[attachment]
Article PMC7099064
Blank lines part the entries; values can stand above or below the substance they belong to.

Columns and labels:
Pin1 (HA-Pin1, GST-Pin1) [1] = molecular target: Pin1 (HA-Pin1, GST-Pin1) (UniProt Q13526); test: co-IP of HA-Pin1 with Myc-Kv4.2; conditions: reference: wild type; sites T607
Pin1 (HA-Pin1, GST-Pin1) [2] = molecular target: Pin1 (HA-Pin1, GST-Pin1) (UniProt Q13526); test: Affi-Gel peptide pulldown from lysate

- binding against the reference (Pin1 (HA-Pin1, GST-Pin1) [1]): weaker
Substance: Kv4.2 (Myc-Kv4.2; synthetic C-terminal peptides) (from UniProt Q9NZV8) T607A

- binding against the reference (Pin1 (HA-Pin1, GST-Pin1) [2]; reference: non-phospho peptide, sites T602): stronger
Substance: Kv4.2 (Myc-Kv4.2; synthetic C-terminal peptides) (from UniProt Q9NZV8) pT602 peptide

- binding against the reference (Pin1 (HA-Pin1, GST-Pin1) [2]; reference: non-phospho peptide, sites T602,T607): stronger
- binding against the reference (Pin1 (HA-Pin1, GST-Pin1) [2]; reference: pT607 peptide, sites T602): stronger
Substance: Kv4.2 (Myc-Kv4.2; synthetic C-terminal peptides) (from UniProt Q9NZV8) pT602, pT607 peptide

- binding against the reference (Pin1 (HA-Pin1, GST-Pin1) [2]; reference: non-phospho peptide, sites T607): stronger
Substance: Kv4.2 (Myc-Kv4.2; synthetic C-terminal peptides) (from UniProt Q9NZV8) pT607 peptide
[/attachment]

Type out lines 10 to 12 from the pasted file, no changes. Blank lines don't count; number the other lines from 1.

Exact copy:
- binding against the reference (Pin1 (HA-Pin1, GST-Pin1) [2]; reference: non-phospho peptide, sites T602,T607): stronger
- binding against the reference (Pin1 (HA-Pin1, GST-Pin1) [2]; reference: pT607 peptide, sites T602): stronger
Substance: Kv4.2 (Myc-Kv4.2; synthetic C-terminal peptides) (from UniProt Q9NZV8) pT602, pT607 peptide